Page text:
Early Season Success Has Harvard Eyeing Ivy League Crown
Chris Wojcik, Harvard's sixth-year men's lacrosse coach, looks at the changing Ivy League landscape and envisions the Crimson in the thick of it as the 2016 season continues to unfold.
It's not hard to see why. No. 6 Harvard has a large senior class, two new coordinators coming from strong backgrounds in Eric Wolf (offense) and Ben DeLuca (defense) and an offense showing signs of excellent attack chemistry between senior Devin Dwyer and sophomores Morgan Cheek and Joe Lang.
The Crimson, two years removed from winning the Ivy regular-season title and appearing in the school's sixth NCAA tournament, also have shown the right stuff in the clutch. After edging Villanova, Holy Cross and Massachusetts – by winning each game in overtime – Harvard earned its first signature win on Saturday with a 14-9 victory over then-no. 4 Duke.
On the strength of an 8-0 run spanning both halves against the Blue Devils, the Crimson achieved the first 4-0 start at Cambridge since 1992.
"It's really early, so I don't think that [win over Duke] is going to define either of our seasons," said Wojcik, the night before Harvard traveled to Bryant and suffered its first setback of the year on Tuesday. "But I like what I'm seeing."
"Even though we didn't play our best lacrosse, we played three games in eight days to open the year, and we were very resilient," he added. "We had a full week of practice [for Duke], worked hard on our faceoffs, and our players came into that game really hungry. We're a veteran team that's been in a lot of situations, a lot of close games."
With Brown and Yale looking like serious contenders in another packed conference that includes traditional threats Cornell and Princeton, Harvard has plenty of work to do, starting with this weekend's nonconference clash with Penn State.
The Crimson needs to iron out some faceoff play issues, as opponents have won 61 percent of draws through five games. The defense has shined at times, but needs to be more consistent. The offense sometimes takes a while to get going.
Holy Cross led 7-1 midway through the second quarter before Harvard erupted to score 10 of the game's final 13 goals. UMass held an 8-4 advantage midway through the third, before the Crimson closed with a 6-1 run. Against Bryant, Harvard lost 15 of 25 faceoffs and generated only 29 shots, while allowing 53 shots by the Bulldogs and wasting a 17-save night by goalie Robert Shaw.
Dwyer, the team's leading scorer with 16 goals and 12 assists, is one of the tone-setters among a 15-man senior class – which includes several players who missed the 2013 season after being temporarily dismissed in the wake of a cheating scandal that reportedly touched more than 100 students.
The senior class includes the starting close defense unit of Bobby Duvnjak, Stephen Jahelka and Walter Kirby, and starting midfielders Sean Mahon and Keegan Michel.
"There has been a whole new energy and focus this year," said Dwyer, who credited the additions of DeLuca and Wolf with helping to change the atmosphere. "Our defense showed what it can do against Duke. Our tempo was at such a high level. The two things we can control are our attitude and our effort."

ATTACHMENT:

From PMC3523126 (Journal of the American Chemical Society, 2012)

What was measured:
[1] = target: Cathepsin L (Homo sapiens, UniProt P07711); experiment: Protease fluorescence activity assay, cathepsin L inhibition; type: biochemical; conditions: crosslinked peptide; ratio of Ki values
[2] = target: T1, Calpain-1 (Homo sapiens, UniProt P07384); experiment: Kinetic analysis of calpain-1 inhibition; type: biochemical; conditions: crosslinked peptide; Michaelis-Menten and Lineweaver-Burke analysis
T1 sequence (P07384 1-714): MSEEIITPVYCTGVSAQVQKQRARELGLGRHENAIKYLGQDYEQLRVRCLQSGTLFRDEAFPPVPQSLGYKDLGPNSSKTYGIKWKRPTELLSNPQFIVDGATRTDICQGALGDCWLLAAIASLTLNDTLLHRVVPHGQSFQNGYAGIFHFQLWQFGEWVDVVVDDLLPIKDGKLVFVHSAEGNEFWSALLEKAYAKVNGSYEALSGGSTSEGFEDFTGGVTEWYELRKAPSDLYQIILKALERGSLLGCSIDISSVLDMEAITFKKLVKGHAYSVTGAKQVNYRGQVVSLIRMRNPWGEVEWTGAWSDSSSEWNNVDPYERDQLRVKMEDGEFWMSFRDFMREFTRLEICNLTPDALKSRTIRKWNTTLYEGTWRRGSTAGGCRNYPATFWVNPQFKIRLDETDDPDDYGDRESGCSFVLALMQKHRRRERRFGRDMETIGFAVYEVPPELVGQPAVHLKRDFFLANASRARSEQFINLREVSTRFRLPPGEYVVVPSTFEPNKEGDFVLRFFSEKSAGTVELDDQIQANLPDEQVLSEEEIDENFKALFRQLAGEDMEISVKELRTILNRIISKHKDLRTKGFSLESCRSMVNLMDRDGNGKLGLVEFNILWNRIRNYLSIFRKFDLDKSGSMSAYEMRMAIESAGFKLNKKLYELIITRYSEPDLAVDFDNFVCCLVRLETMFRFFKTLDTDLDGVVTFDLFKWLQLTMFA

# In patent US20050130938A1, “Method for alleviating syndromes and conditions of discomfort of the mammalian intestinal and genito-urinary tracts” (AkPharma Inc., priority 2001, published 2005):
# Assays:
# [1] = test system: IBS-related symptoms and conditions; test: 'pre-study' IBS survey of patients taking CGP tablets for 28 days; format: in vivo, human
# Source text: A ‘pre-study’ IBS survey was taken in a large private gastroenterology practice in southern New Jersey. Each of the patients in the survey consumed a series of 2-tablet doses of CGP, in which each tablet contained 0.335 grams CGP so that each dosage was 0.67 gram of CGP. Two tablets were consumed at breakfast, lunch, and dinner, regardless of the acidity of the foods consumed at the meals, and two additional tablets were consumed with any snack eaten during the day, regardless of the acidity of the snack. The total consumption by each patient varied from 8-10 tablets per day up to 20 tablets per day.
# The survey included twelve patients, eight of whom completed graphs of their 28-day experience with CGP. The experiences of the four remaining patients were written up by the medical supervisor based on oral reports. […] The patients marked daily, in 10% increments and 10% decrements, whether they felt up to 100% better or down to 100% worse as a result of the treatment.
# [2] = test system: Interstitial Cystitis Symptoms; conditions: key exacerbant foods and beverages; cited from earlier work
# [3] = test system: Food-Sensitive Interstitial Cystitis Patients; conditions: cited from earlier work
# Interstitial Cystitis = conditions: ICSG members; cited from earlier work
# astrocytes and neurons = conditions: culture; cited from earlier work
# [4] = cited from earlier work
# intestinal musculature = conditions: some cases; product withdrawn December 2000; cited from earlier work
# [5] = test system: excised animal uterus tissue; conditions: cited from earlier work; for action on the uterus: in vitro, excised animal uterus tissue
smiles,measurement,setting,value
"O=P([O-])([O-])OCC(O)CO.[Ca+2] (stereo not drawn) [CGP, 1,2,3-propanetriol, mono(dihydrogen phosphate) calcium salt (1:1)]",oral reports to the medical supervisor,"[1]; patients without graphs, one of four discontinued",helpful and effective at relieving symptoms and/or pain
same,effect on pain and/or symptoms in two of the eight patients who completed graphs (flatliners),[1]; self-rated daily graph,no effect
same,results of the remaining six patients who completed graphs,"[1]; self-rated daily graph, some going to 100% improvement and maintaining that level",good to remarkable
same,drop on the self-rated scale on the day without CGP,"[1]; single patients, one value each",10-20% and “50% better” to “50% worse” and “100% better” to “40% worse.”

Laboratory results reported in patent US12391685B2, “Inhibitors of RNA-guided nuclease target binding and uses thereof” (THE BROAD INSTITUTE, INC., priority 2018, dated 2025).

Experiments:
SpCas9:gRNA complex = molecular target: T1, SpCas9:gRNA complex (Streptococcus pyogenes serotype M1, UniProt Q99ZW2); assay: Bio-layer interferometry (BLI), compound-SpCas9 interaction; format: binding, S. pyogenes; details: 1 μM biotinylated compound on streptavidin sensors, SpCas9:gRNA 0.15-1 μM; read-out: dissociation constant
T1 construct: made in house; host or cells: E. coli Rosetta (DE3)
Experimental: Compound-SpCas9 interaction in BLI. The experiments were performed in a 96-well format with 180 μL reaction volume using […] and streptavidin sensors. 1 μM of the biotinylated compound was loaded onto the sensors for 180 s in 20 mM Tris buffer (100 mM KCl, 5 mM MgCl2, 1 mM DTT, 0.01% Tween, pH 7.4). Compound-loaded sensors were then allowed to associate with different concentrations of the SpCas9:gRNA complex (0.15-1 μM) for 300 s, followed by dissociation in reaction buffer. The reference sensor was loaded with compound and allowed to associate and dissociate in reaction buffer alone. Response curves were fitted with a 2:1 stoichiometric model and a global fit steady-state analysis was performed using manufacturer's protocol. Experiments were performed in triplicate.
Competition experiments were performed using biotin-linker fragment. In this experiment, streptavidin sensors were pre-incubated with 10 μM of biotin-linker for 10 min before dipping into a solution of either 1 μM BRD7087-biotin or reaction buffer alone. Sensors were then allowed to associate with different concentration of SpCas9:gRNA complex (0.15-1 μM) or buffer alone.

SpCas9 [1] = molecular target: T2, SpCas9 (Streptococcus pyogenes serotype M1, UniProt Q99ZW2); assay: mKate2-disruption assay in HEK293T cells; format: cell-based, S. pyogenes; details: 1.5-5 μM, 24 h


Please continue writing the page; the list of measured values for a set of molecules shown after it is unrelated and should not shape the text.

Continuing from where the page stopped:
During his three seasons (2011-13) as a head coach at Cornell, where he spent 18 seasons as a player and coach, DeLuca's stingy defenses complemented scoring great Rob Pannell with lots of attitude and effort. For the next two years, he was a defensive assistant at Duke, which won its third NCAA crown in 2014.
Wolf is cut from the Albany mold under Scott Marr as a four-year letterwinner there. After two successful seasons running the offense at Siena, which won both Metro Atlantic Athletic Conference titles with him, Wolf returned to his alma mater, where he was offensive coordinator for the past four seasons.
With the already-legendary Thompsons – Miles, Ty and especially Lyle – leading the show, Albany was the yardstick by which fast-break offenses were measured in Division I.
Oh yes, Wolf very much wants the Crimson to push the ball in transition at every opportunity.
"As a player and a coach under Coach Marr, that style is in my veins," Wolf said. "There's no yellow light, only red and green – no caution. I want my guys to play without fear. I don't want them worrying about making mistakes."
The attack unit has embraced the up-tempo style. It was reflected in some of the hard rides that forced a spate of Duke turnovers during that game-turning 8-0 run. Harvard also has shared the ball admirably. The Crimson generated assists on 75 percent of their 48 goals before the 12-9 loss at Bryant.
"We're not settling for 14-yard shots. We're working the ball around for eight-yarders and five-yarders. And we're playing loose with confidence," said Cheek, who along with Lang has given Dwyer a dual sophomore connection.
Cheek has scored 10 goals and added 10 assists. He scored the game-winner against Villanova. Lang has contributed 10 goals and five assists.
Dwyer, who scored the game-winner against UMass with an assist from Cheek and assisted senior midfielder Brendan Newman for the game-winner against Holy Cross, has been a deadly finisher around the crease. He has scored on 61.5 percent of his shots.
"Joe [Lang] and I have been friends since the day we got here. Devin is really easy to play with, because he does everything so well," Cheek said. "We're definitely feeling like we're building some momentum. Our team's attitude is 'Hey, let's keep ratcheting up the intensity. Let's keep this going.'"
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